Harare – On Monday, March 30, Zimbabwe will begin its 21 day lockdown as it tries to contain the spread of coronavirus.

In the wake of coronavirus, President Emmerson Mnangagwa has declared a state of emergency, allowing him to deploy military and police forces across the country to ensure compliance. During the lockdown , movement of people is restricted and all non- essential service providers would be shut down.

For a country facing mealie meal shortages , healthcare challenges and energy disruptions, the full enforcement of a 21 day lockdown in Zimbabwe is a difficult task. Zimbabwe’s economy is highly informalised, and the inflation dwindled consumer disposable incomes after a year of macro economic reforms are realities that stand between president Mnangagwa’s noble call to action and Zimbabweans’ ability to fulfil his call.

A day after his national shutdown announcement, Mbare Musika was a hive of activity as citizens flocked to their rural homes in a bid to minimize the financial implications of this shutdown on their pockets. Retail stores were also packed, but only a few citizens were seen walking out with full grocery trolleys as the majority’s pockets could not allow.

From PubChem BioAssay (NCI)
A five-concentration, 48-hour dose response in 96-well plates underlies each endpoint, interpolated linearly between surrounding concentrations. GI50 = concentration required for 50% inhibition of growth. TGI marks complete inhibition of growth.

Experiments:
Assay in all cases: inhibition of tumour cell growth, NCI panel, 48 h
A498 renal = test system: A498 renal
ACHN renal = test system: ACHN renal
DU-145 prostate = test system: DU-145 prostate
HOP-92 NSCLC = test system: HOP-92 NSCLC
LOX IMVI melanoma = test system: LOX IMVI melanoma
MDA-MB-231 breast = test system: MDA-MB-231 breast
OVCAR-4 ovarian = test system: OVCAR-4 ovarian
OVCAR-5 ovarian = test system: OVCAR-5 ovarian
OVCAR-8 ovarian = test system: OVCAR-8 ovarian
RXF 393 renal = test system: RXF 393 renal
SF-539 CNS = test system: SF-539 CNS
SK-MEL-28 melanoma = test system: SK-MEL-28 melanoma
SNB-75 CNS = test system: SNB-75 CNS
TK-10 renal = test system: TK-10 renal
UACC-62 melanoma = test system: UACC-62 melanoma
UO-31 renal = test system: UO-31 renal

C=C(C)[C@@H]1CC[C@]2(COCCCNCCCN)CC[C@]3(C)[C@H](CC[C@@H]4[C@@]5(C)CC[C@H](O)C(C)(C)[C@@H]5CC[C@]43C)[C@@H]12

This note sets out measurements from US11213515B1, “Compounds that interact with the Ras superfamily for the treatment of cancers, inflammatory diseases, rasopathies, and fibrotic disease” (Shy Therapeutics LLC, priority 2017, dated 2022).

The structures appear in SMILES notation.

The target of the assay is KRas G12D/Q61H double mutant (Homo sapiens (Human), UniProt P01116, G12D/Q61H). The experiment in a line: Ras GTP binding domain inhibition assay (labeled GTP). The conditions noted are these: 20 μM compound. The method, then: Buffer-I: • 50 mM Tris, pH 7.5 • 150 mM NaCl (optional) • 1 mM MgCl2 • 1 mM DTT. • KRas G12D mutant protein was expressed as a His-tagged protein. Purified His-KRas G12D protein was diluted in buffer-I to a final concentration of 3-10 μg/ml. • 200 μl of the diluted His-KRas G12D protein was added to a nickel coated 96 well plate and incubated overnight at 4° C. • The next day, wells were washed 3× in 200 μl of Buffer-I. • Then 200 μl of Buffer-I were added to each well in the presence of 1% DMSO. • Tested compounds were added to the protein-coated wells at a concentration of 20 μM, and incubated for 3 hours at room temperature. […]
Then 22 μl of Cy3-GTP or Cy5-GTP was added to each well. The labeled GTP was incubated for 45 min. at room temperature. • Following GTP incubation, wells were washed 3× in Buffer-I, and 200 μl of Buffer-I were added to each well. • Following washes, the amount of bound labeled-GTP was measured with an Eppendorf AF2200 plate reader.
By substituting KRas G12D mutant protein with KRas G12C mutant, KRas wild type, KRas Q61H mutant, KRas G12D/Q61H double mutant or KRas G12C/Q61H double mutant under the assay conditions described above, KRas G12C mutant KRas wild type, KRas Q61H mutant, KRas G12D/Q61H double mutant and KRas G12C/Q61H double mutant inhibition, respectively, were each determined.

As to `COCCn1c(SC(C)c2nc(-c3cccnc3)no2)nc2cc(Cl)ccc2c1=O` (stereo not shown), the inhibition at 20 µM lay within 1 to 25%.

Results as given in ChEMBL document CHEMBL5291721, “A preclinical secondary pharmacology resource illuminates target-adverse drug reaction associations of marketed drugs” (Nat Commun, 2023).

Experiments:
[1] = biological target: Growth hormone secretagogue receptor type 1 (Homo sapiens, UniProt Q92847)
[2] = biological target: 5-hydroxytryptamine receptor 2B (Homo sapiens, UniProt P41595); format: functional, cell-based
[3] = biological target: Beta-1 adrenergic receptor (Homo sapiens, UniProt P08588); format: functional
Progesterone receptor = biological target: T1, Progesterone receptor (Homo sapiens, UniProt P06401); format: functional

In Rwanda, a more stable economy than Zimbabwe , interventions were made this week to feed a vulnerable portion of its population which was starving in homes as the country implements its coronavirus national shutdown.

For Zimbabwe, already, a statutory instrument ( SI83) has been enacted to empower authorities to arrest and/or punish citizens who spread false information, with jail sentences of upto 20 years.It is time Zimbabwe also enacts statutory instruments with safety nets to mitigate the impact of COVID-19 and the ensuring 21 day national lockdown on local businesses, families and individuals.

With memories of the August 1, 2018 post election violence still fresh in the minds of Zimbabweans and global humanitarian watchdogs, Zimbabwe’s 21 day Covid-19 shutdown is different from other global shutdowns. It is a global stage for president Mnangagwa’s national security forces to respect citizens’ rights in their implementation of the president’s decree. This is Zimbabwe’s fresh test for its security sector reforms.

For more information, download Zimbabwe’s COVID-19 Statutory Instrument here.